Exhibit tells the story of refugees becoming neighbors 

The “Blurred Lives: Refugees to Neighbors” exhibit is open at Main Library from now through August 1. The exhibit, which is on display on the second floor gallery, tells the stories of 12 refugees who came to Michiana as refugees and asylees fleeing persecution in Viet Nam, Bosnia, Iraq, Venezuela and Afghanistan, among other countries. 

“Refugees and other immigrants are important to the prosperity of our region,” said Ludy McCollister, Community Engagement Coordinator at the URC. “Forty percent of our population growth in recent years is because of immigration.”

“When we began this collaboration with the Library several months ago, it was simply with the idea of sharing the stories of a few refugees and asylees in the community. It has been a powerful experience for everyone involved. I believe, and hope, that more people will become active in welcoming and resettling newcomers in Michiana once they have a chance to ‘meet’ a few through this exhibit. Our new neighbors’ gifts are many and varied.”

The United Religious Community and Neighbor to Neighbor gathered the stories of some of our newest neighbors. Their stories are as diverse as their countries of origin. Among the stories that are highlighted are a cookbook author from Bosnia; an associate professor of painting and drawing at the University of Notre Dame who fled Viet Nam; as well as recent arrivals who are working on the front lines of businesses in the area.  It is wonderful that they have chosen to make Michiana their home. As they thrive, we all thrive. The photos, taken by local photographer and documentarian, Myriam Nicodemus, really capture the essence of each individual’s story.

In the coming weeks, the American Immigration Council and Welcoming America will release a report on the economic contributions of immigrants to Elkhart, Marshall and St. Joseph Counties. Immigrants are an important part of our future as they were in years past.

Honor refugees at World Refugee Day

World Refugee Day is Tuesday, June 20. Established by the United Nations, the day honors refugees from around the world. The Library will be hosting the following programs:

Screenings of The Flagmakers, in partnership with Neighbor to Neighbor and the United Religious Community
9 a.m. to 3 p.m., Tuesday, June 20
Leighton Auditorium, Community Learning Center

From National Geographic Documentary Films, The Flagmakers poses one of today’s most pressing questions: who is the American flag for? Employee-owned Eder Flag in Oak Creek, Wisconsin sews and ships five million American flags a year. The flagmakers—locals, immigrants and refugees—stitch stars and stripes as they wrestle with identity and belonging. The film is an intimate glimpse into the people whose hands make America’s most recognizable icon. Screenings begin at 9 a.m. and at the top of every hour until 3 p.m. Rated PG-13 for brief strong language.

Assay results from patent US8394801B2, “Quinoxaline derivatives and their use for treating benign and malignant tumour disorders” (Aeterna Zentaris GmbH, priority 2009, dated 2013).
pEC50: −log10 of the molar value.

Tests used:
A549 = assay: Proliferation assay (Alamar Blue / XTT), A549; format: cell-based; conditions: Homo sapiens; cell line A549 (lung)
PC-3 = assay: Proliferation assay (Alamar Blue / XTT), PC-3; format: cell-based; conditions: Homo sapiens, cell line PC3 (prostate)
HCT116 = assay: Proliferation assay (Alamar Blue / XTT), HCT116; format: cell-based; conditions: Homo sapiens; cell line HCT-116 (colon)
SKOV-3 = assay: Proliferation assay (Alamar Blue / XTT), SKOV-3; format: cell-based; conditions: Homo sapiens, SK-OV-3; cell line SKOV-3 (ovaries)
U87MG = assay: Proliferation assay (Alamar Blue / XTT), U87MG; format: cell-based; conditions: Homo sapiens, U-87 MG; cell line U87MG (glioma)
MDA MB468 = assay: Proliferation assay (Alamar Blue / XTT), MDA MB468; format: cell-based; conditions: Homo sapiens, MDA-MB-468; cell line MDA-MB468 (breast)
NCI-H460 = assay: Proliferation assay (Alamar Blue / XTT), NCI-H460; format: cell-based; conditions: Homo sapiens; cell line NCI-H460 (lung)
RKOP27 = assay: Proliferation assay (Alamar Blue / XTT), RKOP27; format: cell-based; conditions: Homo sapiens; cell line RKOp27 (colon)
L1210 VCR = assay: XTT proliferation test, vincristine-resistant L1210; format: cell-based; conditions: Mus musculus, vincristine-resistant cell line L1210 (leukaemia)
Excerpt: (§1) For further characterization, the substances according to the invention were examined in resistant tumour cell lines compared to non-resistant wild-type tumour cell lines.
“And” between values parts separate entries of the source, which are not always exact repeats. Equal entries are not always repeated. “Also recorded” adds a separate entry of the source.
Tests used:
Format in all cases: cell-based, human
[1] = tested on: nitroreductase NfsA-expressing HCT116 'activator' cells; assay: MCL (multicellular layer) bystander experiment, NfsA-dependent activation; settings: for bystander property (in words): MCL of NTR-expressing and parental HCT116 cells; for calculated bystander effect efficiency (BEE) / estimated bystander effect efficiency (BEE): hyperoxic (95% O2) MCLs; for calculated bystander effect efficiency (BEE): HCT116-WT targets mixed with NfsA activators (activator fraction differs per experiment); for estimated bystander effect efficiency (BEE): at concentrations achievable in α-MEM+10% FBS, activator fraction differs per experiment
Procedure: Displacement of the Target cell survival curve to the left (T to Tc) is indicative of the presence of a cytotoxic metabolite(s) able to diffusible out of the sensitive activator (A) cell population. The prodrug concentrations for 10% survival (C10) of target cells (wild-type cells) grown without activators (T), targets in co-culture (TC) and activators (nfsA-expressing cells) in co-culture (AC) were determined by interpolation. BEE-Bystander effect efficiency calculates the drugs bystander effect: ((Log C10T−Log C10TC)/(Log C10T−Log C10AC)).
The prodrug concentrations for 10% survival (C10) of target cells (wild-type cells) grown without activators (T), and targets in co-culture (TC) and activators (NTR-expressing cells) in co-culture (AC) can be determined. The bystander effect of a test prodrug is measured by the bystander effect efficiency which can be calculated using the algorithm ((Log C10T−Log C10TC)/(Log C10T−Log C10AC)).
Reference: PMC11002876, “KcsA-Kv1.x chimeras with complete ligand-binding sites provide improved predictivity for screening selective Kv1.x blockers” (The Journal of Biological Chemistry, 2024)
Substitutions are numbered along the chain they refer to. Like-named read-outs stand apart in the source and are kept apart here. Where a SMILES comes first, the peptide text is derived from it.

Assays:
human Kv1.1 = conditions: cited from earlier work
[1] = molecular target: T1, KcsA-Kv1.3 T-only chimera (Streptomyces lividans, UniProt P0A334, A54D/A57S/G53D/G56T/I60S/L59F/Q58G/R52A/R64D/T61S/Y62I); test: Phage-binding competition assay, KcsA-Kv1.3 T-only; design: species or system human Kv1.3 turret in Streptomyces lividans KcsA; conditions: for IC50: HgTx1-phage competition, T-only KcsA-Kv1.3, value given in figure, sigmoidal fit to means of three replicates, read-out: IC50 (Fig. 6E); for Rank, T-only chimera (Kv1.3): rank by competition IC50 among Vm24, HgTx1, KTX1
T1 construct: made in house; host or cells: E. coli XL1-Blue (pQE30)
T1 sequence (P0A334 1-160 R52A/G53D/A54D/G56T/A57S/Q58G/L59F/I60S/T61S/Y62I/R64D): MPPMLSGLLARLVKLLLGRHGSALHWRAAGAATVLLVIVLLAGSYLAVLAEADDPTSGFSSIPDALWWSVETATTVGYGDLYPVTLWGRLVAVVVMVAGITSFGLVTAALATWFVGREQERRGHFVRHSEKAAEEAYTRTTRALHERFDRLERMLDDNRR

We Are All Refugees, in partnership with Neighbor to Neighbor and the United Religious Community 
6 p.m. to 7 p.m., Tuesday, June 20
Leighton Auditorium, Community Learning Center 

Pastor Ndunge A. Sefu from Kikwit, a town in southwestern Democratic Republic of Congo, will speak about his experiences with refugees and the positive role that refugees play in their host societies. Ndunge is pursuing a master’s degree in theology and peace studies at Anabaptist Mennonite Biblical Seminary. He holds a bachelor’s degree in economic science, and held management roles in Cape Town, South Africa including customer service manager at Shell Global Customer Service and Amazon.

Screening of The Swimmers, in partnership with Neighbor to Neighbor and the United Religious Community 
6 p.m. to 8:30 p.m., Wednesday, June 28
Leighton Auditorium, Community Learning Center 

Directed by Sally El Hosaini, “The Swimmers” follows the journey of two young sisters who embark on a harrowing journey as refugees, putting both their hearts and champion swimming skills to heroic use. The film will be followed by discussion.

Neighbor to Neighbor Bingo Fundraiser
June 19-26 | Play online

Support displaced people in our area by playing Neighbor to Neighbor BINGO online.

South Bend Global Soccer Tournament
9 a.m. – 1 p.m., Saturday, July 15
Boehm Park

The United Religious Community, South Bend Venues Parks and Arts and the South Bend Lions Soccer Club are hosting a soccer tournament with the goal of encouraging participation from a variety of countries represented in our community. Entry fee is $50 per team; each player must be 18+. Register for the tournament.

Pastor Ndunge A. Sefu

World Refugee Day: Books on the Global Refugee Experiece

Learn about the global refugee experience and the stories of those who have journeyed in search of a better future.

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